Though I was an only child, I was rarely lonely and enjoyed solitude more than most. Still do. But I was endlessly curious about my inner and outer worlds, and with no siblings to talk to and a mother who hadn’t made it beyond the 6th grade forever cautioning me not to “bother” my father, I sort of wrote my way to understanding.
In fact, one of the first things I “wrote” was actually a drawing of a fish, which I created at a very early age in answer to the question, “How do fish swim?” It’s a little football shaped thing with a “spiral” for a tail—my way of making sense of that phenomenon. All of my writing, since, has been my way of figuring things out. Even the fiction is me figuring out or celebrating or lamenting how life “goes.” But that’s also probably why it took me so long to get to fiction. With my nonfiction articles at the Sun Times, HuffPo or Patheos et al, when I’m done working something out, it’s on to the next question tout de suite. Fiction requires me to work on one question for an extended period, and the excitement wanes if I’m not careful—pantser, here. I bet you could tell, right?
I think all voluntary writing as an adult is a form of medication to address loneliness, but whether the results of this medicine are positive and productive or negative and ineffectual is the responsibility of the writer and something they must always be wary of.
The idea that a finished piece of writing may one day “perform” for other people is a primary way to remain self-aware enough that the effects remain positive. Without it, writing runs the very high risk of repetition and self-indulgence.
However, when writing is done for performance, at least for any length of time, the loneliness becomes a tool of the writer’s arsenal that instead of needing to be remedied should be embraced and protected as it fuels and facilitates the act itself. In this way, writing as medication also becomes the cause for medication. While that may sound self-defeating or unhealthy, the opposite is true. The longer the writer writes and performs the more blurred the line between medication and cause become, until finally balance may be achieved.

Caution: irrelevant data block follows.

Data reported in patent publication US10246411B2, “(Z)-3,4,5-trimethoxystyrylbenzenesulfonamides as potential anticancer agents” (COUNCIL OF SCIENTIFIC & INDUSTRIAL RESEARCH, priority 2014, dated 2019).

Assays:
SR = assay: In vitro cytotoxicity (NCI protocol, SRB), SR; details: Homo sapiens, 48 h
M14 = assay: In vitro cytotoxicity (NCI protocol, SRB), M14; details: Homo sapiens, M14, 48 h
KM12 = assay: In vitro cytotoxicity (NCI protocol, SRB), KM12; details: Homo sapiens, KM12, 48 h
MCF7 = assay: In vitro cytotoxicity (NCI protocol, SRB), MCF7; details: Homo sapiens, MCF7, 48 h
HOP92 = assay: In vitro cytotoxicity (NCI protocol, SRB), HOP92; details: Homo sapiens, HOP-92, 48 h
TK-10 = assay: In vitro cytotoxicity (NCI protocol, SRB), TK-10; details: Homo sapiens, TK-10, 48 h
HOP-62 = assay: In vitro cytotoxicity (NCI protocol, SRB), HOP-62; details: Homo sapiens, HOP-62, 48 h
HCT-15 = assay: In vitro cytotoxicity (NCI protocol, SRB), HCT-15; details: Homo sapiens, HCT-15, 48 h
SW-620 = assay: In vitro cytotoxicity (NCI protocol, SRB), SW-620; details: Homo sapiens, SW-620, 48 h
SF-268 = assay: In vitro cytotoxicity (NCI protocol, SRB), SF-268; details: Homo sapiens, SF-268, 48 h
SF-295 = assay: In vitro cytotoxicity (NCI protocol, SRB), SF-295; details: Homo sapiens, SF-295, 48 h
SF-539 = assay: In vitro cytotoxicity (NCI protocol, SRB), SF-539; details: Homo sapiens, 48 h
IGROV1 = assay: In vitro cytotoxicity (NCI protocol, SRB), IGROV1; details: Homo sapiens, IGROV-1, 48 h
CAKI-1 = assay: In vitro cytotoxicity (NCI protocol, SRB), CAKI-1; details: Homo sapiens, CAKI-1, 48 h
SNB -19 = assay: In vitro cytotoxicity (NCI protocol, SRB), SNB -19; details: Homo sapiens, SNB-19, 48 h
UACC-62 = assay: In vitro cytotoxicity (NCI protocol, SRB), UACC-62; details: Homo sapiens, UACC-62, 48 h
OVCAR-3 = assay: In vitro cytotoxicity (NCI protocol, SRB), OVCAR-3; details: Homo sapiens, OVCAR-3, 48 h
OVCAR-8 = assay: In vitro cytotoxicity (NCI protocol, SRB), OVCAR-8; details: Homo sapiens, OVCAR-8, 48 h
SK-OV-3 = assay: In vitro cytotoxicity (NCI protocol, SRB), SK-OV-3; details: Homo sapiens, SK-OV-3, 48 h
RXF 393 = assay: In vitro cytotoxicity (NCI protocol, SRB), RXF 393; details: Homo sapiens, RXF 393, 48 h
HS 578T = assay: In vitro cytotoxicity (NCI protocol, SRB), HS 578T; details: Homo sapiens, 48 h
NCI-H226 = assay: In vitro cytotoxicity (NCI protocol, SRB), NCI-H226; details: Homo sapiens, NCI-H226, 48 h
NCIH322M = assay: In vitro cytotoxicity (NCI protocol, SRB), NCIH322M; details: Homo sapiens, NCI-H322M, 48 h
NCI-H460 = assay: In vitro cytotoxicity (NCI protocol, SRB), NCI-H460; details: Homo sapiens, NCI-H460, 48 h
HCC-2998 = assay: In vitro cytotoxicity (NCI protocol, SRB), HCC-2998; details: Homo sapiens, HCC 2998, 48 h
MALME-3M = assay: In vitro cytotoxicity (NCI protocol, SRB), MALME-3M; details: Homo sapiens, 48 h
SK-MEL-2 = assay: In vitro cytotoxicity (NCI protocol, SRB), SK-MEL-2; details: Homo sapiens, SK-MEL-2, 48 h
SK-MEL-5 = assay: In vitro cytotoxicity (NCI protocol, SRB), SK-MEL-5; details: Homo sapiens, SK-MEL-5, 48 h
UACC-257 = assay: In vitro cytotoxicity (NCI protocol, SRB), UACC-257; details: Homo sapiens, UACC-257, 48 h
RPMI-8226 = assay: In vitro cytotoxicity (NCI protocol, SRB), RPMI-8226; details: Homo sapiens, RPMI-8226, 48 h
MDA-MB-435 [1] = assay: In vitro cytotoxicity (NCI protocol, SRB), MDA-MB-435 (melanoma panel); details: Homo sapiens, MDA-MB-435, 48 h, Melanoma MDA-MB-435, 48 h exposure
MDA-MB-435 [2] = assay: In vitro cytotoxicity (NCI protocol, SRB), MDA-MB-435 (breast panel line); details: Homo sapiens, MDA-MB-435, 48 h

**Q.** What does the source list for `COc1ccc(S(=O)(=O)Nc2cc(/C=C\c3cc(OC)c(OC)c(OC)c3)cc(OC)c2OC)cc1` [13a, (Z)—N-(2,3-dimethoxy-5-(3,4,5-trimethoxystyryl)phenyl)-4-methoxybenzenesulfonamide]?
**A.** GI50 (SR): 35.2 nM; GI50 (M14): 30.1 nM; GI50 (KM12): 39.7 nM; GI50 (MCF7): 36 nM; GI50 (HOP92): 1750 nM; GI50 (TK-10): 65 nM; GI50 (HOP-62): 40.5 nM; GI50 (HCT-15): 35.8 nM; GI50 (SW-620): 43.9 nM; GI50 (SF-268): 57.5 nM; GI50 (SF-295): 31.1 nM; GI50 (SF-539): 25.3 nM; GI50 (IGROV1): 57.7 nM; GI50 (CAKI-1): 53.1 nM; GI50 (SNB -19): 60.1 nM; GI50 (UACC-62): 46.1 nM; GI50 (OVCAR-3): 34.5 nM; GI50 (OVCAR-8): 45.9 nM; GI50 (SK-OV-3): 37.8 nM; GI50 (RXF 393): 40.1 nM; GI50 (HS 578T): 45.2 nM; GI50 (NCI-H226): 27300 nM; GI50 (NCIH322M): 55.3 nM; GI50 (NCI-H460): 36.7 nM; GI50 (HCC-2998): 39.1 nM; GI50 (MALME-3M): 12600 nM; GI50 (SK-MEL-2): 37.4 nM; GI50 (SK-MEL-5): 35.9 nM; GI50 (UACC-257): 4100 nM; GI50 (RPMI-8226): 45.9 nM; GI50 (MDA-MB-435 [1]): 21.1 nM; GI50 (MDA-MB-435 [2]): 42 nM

Personally, The idea of making the very private very public forces me to have enough respect for whatever I’m writing to not only follow it to completion but figure out what it is capable of accomplishing, instead of what I want it to accomplish, as those are often two very different things. By being able to let go of my own desires and let the story, poem, etc. fulfill itself, I often find that while my initial intentions are still present, they are part of a larger picture, a more complex and complete pill, that can address far more than just loneliness.
I think that, in asking your question, you are starting with a false assumption and unless I address this assumption, I can't even answer the question. You start off by saying that reading and writing are completely solitary pursuits, a sublimation of loneliness.
There are, to be sure, pockets in society where this is so (and that's not very nice, in my opinion), but elsewhere—and this is the way I grew up and still live—reading and writing are totally sociable. Our typical family outing would be all of us—parents, grandparents, kids—each reading a book on the beach. Books were discussed at meals, recommended, traded. It's not having read certain books that would be a social faux pas.
And my own writing—no, I don't find it solitary at all. I can talk about it with my family and those friends who are interested. Discuss research, discuss ideas. To me, writing is the natural extension of my conversation, just better thought out, and, as a consequence, I don't regard it as performance or sublimation or anything like that. Now and then, I have a story to tell and I write it down. When it's published and people read it, they might enjoy it.
I feel the same way about cooking a meal for friends or bringing over a bunch of flowers. It's something fun, a good time to be had by all. So pretty healthy, I'd say.
Writing is a performance of the self on the page. What I mean is that writers are engaged in an active investigation of something that haunts or inspires or perplexes them—whatever genre they choose to work in. I write a lot of creative nonfiction, and when I’m writing about my own experience, I’m writing about an aspect of myself. It’s what Vivian Gornick refers to in The Situation and the Story as the persona. “To fashion a persona out of one’s own undisguised self is no easy thing,” Gornick says. I’m writing with my own voice, sure, but it’s a voice that I choose.